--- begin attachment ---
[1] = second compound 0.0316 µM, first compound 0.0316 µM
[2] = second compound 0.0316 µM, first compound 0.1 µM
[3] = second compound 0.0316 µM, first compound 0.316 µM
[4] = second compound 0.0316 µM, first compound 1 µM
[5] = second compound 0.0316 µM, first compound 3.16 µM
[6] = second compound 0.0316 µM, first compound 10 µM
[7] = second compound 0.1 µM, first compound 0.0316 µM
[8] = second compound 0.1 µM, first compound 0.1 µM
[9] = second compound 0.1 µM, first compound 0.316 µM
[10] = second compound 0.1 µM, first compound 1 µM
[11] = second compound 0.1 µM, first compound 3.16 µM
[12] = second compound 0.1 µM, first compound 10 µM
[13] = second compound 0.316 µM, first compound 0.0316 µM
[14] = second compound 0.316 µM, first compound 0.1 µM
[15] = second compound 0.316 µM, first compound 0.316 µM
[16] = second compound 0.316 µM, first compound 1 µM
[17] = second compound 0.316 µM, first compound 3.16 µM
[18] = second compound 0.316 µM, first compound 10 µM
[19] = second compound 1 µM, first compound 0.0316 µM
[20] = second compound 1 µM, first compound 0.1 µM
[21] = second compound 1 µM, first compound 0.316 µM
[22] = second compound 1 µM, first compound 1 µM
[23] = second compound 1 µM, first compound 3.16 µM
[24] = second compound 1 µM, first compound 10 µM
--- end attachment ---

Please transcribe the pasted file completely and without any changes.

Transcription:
[1] = second compound 0.0316 µM, first compound 0.0316 µM
[2] = second compound 0.0316 µM, first compound 0.1 µM
[3] = second compound 0.0316 µM, first compound 0.316 µM
[4] = second compound 0.0316 µM, first compound 1 µM
[5] = second compound 0.0316 µM, first compound 3.16 µM
[6] = second compound 0.0316 µM, first compound 10 µM
[7] = second compound 0.1 µM, first compound 0.0316 µM
[8] = second compound 0.1 µM, first compound 0.1 µM
[9] = second compound 0.1 µM, first compound 0.316 µM
[10] = second compound 0.1 µM, first compound 1 µM
[11] = second compound 0.1 µM, first compound 3.16 µM
[12] = second compound 0.1 µM, first compound 10 µM
[13] = second compound 0.316 µM, first compound 0.0316 µM
[14] = second compound 0.316 µM, first compound 0.1 µM
[15] = second compound 0.316 µM, first compound 0.316 µM
[16] = second compound 0.316 µM, first compound 1 µM
[17] = second compound 0.316 µM, first compound 3.16 µM
[18] = second compound 0.316 µM, first compound 10 µM
[19] = second compound 1 µM, first compound 0.0316 µM
[20] = second compound 1 µM, first compound 0.1 µM
[21] = second compound 1 µM, first compound 0.316 µM
[22] = second compound 1 µM, first compound 1 µM
[23] = second compound 1 µM, first compound 3.16 µM
[24] = second compound 1 µM, first compound 10 µM